Active Relaxation to Reduce Stress This Year
Dec 23, 2014 11:59AM
● By Laura Clarizio
For many people, January signifies change. It’s the time when New Year’s resolutions kick into high gear, whether to get fit, get happy or just get moving with plans and goals. The common denominator in many resolutions is a desire to reduce stress, which, as numerous studies have shown, contributes to a host of ailments.
Active relaxation is an effective way to reduce stress. The practice dates back thousands of years all around the world. In Finland, people use the sauna to relax, while Russians have the bayna and Native Americans have sweat lodges. Mexicans use the temasle, Japanese visit the black sauna, and people in Turkey make use of the hamman. All of these traditional rooms are designed to help people relax and heal.
“I’ve had the great fortune to travel worldwide and experience firsthand the healing benefits of relaxation and detoxification,” says Christine Raffa, owner of Raffa Yoga and Urban Sweat, in Cranston, Rhode Island. “Many recorded cultures have documented rituals and gathering places for social interaction that involve relaxation and ways to detoxify and cleanse the body.”
Raffa says that the various healing rooms serve a unique purpose. For instance, a room filled with Himalayan rock salt can reawaken energy in a person’s body by releasing negative ionization. The salt gets its pink color from being deeply encased in the Earth, where it is not exposed to environmental factors or climate change. “This salt is said to be up to 250,000 years old, based on where it is mined in Pakistan,” Raffa notes. “Proper salt levels help to stabilize metabolism, bodily functions and blood pressure.”
Another great detoxifier is charcoal, commonly used in medical settings to treat accidental poisonings and drug overdoses. Raffa says that the substance can be useful for everyone in specialized saunas. “A Black Charcoal Sauna heated to 160 degrees pulls heavy metals from muscles and provides deep therapeutic release,” she says. “It also awakens your cardiovascular system and sense of well-being.”
While turmeric is best known for adding flavor to food, Raffa says that this Asian spice is known for it’s antiinflammatory properties and health benefits. “A yellow tumeric room heated at one hundred and forty degrees is believed to help increase metabolism and circulation and lower blood pressure. It can also provide excellent penetration to soothe achy muscles and fatigue.”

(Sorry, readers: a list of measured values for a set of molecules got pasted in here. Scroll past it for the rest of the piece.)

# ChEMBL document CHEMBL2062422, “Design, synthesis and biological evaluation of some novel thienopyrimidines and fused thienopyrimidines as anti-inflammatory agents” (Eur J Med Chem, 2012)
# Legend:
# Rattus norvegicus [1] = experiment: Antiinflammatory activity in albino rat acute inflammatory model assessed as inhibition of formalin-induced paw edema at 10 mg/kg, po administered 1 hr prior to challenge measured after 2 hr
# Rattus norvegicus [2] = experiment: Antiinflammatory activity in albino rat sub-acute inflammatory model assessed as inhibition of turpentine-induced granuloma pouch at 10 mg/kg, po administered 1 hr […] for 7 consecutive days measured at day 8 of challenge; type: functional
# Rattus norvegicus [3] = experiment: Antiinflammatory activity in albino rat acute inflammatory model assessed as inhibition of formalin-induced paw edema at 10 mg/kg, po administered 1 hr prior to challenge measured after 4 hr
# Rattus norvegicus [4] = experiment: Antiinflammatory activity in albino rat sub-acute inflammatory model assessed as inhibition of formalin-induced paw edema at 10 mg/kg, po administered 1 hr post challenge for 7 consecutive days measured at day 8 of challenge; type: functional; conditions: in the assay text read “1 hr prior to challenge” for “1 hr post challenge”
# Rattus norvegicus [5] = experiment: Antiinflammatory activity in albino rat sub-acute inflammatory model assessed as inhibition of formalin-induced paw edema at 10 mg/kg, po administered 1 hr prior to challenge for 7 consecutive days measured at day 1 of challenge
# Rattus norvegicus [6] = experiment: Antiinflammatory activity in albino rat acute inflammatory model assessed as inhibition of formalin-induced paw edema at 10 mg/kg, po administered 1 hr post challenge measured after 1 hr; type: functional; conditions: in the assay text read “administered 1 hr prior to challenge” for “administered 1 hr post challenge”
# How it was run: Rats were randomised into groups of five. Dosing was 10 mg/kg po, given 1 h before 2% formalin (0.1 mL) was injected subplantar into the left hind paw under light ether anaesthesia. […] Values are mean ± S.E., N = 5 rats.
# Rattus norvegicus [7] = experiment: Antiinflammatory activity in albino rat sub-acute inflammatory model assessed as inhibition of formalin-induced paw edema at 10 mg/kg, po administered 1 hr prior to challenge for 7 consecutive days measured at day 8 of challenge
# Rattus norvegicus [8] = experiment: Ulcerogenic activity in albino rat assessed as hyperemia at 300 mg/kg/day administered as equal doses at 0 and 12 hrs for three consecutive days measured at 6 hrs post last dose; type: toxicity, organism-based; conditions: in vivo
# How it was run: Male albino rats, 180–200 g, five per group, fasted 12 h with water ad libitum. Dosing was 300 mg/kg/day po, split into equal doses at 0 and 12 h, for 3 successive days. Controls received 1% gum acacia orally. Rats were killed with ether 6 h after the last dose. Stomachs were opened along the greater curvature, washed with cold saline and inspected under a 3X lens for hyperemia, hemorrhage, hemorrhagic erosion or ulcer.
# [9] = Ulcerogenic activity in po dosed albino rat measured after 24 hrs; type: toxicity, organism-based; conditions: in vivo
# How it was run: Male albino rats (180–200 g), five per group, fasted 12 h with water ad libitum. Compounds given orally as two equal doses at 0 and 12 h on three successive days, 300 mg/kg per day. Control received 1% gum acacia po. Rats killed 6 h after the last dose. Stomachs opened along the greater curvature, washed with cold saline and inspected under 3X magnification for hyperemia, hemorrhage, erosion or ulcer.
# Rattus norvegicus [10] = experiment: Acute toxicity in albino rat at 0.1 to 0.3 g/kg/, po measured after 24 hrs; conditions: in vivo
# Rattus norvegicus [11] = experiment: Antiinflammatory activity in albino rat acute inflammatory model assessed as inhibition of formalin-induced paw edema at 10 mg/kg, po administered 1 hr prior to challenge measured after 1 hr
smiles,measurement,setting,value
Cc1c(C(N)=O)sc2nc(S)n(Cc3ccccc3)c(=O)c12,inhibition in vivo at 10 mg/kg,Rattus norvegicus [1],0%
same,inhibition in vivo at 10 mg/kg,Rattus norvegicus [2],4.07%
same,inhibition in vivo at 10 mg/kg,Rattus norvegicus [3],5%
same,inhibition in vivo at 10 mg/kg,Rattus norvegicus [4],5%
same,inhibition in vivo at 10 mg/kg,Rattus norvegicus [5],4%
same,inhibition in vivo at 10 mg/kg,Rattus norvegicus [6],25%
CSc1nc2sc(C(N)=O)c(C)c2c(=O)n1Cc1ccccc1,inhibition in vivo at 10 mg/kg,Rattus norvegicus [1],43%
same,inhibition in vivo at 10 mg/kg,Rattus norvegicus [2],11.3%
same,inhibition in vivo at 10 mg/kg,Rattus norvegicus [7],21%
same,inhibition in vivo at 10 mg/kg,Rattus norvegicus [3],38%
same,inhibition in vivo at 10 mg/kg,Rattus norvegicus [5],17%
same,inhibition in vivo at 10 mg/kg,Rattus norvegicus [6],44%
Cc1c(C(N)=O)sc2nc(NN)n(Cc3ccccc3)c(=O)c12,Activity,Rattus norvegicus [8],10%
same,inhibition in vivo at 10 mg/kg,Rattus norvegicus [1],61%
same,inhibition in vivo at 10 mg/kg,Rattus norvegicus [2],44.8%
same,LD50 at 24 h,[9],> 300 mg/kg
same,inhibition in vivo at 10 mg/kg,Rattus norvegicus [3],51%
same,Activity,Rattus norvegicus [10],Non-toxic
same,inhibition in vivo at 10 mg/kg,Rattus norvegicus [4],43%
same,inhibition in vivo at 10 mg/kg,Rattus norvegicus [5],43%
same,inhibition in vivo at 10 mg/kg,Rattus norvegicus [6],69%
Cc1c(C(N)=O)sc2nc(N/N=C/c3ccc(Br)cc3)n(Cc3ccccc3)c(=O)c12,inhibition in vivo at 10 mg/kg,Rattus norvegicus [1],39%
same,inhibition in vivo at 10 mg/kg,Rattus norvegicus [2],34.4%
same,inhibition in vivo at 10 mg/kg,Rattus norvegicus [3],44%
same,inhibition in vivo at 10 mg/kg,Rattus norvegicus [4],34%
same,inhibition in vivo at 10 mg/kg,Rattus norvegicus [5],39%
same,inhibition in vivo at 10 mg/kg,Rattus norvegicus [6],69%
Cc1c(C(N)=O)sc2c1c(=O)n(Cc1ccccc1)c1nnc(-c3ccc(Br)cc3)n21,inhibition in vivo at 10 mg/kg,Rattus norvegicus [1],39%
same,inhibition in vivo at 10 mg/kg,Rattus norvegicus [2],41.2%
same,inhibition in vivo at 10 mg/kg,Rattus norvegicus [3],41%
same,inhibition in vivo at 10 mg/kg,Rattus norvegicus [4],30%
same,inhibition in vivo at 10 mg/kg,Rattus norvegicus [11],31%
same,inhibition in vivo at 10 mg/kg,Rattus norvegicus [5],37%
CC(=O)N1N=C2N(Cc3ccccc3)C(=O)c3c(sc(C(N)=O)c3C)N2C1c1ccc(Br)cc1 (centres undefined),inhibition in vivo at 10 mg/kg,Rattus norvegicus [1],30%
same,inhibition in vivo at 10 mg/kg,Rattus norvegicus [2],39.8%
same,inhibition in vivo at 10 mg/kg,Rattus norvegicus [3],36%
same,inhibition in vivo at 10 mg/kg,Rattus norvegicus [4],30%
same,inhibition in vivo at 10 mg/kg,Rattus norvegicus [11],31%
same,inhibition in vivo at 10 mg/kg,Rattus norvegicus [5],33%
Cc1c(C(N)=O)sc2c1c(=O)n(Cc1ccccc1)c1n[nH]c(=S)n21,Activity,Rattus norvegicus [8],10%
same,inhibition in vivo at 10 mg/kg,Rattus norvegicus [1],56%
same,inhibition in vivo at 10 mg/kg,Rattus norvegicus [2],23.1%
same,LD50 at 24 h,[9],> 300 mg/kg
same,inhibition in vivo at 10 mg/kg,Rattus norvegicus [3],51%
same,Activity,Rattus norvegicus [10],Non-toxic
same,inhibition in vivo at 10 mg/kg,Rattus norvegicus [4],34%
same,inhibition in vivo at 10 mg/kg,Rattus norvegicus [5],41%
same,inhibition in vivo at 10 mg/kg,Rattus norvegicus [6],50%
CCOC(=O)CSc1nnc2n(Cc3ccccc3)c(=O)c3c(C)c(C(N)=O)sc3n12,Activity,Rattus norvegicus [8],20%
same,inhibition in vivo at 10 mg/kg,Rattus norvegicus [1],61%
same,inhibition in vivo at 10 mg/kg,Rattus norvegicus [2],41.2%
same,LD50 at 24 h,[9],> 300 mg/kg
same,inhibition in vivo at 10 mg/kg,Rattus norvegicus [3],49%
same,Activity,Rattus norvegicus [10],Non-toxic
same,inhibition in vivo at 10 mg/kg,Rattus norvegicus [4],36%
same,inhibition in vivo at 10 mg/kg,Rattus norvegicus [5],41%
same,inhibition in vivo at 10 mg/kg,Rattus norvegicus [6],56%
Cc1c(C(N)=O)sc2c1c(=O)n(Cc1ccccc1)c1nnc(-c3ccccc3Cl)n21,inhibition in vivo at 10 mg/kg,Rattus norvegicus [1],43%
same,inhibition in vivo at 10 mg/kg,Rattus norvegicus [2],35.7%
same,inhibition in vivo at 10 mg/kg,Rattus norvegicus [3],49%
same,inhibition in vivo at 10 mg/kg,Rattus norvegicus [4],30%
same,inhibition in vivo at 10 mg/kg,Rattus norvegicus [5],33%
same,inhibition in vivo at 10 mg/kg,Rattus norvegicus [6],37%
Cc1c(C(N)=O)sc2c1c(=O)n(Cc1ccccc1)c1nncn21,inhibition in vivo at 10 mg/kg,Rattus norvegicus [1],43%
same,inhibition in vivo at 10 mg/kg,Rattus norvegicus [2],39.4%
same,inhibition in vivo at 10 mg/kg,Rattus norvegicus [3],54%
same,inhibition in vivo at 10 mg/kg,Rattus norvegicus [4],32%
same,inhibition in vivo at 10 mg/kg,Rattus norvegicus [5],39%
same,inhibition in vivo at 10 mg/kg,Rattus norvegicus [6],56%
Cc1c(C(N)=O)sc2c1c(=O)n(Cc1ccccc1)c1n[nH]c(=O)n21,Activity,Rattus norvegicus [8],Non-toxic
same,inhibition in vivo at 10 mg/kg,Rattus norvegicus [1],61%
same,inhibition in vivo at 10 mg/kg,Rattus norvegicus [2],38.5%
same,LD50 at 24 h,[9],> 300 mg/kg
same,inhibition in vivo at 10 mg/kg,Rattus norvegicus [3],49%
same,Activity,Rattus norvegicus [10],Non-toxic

During cold winter months, many feel the effects of colds, sinus and respiratory issues. One natural cure is eucalyptus, and a heated steam room infused with this oil can literally breathe new life into a person. “When you reemerge from a eucalyptus steam room, your body is deeply moisturized and your lungs are revitalized and refreshed,” says Raffa. “Alternatively, a visit to the hamman warms the core.”
Raffa Yoga also features an Oceanic Relaxation room filled with salt from the Dead Sea, long known for its ability to detoxify the body. “The high magnesium level is healthy for proper nutrient absorption in the small intestines and a shining glow on the skin from detoxification and exfoliation,” Raffa says. “The dead sea salt can also therapeutically calm the nervous system.”
Heated healing rooms can help people practice the art of active relaxation. Achieving a state of rest, experts say, is a great way to begin making good on all of those New Year’s resolutions.
Laura Clarizio is a broadcast journalist and children’s book author of the series If I Had A Magic Carpet.
Raffa Yoga is located at 19 Sharpe Dr., in Cranston, RI. For more information, call 401-463-3335 or visit RaffaYoga.com.